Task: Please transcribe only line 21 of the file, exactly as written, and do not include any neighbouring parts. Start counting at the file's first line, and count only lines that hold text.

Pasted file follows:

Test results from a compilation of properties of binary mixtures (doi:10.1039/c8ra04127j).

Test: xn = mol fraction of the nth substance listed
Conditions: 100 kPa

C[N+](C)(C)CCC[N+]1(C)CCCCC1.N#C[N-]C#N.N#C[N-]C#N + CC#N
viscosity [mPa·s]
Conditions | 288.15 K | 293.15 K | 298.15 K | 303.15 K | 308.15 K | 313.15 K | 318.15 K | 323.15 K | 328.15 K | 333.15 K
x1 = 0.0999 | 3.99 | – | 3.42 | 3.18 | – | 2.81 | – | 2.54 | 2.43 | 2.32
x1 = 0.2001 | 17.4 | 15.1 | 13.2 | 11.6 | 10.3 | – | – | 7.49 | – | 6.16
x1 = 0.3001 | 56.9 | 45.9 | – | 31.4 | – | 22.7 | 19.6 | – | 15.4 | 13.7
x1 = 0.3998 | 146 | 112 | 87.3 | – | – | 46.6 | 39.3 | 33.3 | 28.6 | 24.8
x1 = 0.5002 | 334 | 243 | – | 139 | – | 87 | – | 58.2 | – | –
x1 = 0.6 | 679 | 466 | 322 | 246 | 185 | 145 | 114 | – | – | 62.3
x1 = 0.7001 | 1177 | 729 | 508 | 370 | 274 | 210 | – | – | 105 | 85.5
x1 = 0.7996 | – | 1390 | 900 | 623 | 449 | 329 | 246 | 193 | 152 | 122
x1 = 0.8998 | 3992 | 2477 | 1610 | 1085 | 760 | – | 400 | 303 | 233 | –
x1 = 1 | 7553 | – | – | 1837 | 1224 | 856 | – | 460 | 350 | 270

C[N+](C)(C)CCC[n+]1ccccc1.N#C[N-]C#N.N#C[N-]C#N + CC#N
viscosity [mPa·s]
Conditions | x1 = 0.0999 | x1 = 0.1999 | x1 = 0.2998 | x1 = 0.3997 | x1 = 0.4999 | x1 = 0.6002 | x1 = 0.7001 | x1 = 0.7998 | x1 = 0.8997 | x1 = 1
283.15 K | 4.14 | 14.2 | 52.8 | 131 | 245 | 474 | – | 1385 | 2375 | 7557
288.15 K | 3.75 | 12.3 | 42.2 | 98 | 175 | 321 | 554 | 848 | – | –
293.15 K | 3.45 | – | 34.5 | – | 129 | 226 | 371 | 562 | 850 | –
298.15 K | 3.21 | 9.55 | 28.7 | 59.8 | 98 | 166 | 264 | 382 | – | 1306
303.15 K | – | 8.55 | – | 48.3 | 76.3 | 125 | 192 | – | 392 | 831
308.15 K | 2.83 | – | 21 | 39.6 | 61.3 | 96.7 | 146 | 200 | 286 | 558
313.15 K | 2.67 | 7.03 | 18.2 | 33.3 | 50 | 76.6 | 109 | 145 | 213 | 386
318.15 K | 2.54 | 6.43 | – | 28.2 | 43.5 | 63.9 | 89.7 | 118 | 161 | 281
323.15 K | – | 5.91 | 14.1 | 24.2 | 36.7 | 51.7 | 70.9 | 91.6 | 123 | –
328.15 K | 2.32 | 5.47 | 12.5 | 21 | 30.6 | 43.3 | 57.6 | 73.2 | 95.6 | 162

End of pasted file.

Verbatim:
288.15 K | 3.75 | 12.3 | 42.2 | 98 | 175 | 321 | 554 | 848 | – | –